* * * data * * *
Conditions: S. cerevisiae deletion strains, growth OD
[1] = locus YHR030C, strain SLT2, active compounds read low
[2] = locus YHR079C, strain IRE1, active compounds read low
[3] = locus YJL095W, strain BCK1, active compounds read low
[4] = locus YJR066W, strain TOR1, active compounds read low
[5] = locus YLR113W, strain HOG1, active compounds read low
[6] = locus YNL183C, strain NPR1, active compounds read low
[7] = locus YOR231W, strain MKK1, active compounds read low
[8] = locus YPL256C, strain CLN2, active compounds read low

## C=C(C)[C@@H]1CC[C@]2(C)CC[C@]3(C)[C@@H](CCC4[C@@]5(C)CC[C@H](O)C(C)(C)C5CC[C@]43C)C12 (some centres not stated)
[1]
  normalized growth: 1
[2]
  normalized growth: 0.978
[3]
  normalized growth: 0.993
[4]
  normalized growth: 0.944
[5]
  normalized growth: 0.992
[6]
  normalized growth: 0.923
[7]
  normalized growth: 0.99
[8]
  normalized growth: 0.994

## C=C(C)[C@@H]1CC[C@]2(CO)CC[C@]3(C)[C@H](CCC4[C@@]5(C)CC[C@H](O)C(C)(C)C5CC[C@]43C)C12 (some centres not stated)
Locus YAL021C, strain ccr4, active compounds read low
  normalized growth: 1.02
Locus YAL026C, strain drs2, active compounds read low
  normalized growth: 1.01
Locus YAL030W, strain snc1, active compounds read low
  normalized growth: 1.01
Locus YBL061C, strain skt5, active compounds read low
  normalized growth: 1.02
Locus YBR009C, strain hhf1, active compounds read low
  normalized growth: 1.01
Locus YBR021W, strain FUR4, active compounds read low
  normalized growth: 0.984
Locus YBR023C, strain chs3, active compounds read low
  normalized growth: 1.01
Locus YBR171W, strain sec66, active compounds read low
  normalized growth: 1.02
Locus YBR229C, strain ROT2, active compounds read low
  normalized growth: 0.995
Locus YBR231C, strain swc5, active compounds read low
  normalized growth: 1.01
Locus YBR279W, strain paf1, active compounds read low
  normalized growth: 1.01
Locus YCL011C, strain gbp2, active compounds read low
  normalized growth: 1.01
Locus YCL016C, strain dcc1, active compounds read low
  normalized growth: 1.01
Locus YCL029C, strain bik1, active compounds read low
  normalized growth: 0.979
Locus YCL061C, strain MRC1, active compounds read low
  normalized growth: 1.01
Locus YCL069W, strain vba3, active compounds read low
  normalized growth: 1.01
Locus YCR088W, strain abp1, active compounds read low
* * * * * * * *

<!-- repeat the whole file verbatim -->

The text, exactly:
Conditions: S. cerevisiae deletion strains, growth OD
[1] = locus YHR030C, strain SLT2, active compounds read low
[2] = locus YHR079C, strain IRE1, active compounds read low
[3] = locus YJL095W, strain BCK1, active compounds read low
[4] = locus YJR066W, strain TOR1, active compounds read low
[5] = locus YLR113W, strain HOG1, active compounds read low
[6] = locus YNL183C, strain NPR1, active compounds read low
[7] = locus YOR231W, strain MKK1, active compounds read low
[8] = locus YPL256C, strain CLN2, active compounds read low

## C=C(C)[C@@H]1CC[C@]2(C)CC[C@]3(C)[C@@H](CCC4[C@@]5(C)CC[C@H](O)C(C)(C)C5CC[C@]43C)C12 (some centres not stated)
[1]
  normalized growth: 1
[2]
  normalized growth: 0.978
[3]
  normalized growth: 0.993
[4]
  normalized growth: 0.944
[5]
  normalized growth: 0.992
[6]
  normalized growth: 0.923
[7]
  normalized growth: 0.99
[8]
  normalized growth: 0.994

## C=C(C)[C@@H]1CC[C@]2(CO)CC[C@]3(C)[C@H](CCC4[C@@]5(C)CC[C@H](O)C(C)(C)C5CC[C@]43C)C12 (some centres not stated)
Locus YAL021C, strain ccr4, active compounds read low
  normalized growth: 1.02
Locus YAL026C, strain drs2, active compounds read low
  normalized growth: 1.01
Locus YAL030W, strain snc1, active compounds read low
  normalized growth: 1.01
Locus YBL061C, strain skt5, active compounds read low
  normalized growth: 1.02
Locus YBR009C, strain hhf1, active compounds read low
  normalized growth: 1.01
Locus YBR021W, strain FUR4, active compounds read low
  normalized growth: 0.984
Locus YBR023C, strain chs3, active compounds read low
  normalized growth: 1.01
Locus YBR171W, strain sec66, active compounds read low
  normalized growth: 1.02
Locus YBR229C, strain ROT2, active compounds read low
  normalized growth: 0.995
Locus YBR231C, strain swc5, active compounds read low
  normalized growth: 1.01
Locus YBR279W, strain paf1, active compounds read low
  normalized growth: 1.01
Locus YCL011C, strain gbp2, active compounds read low
  normalized growth: 1.01
Locus YCL016C, strain dcc1, active compounds read low
  normalized growth: 1.01
Locus YCL029C, strain bik1, active compounds read low
  normalized growth: 0.979
Locus YCL061C, strain MRC1, active compounds read low
  normalized growth: 1.01
Locus YCL069W, strain vba3, active compounds read low
  normalized growth: 1.01
Locus YCR088W, strain abp1, active compounds read low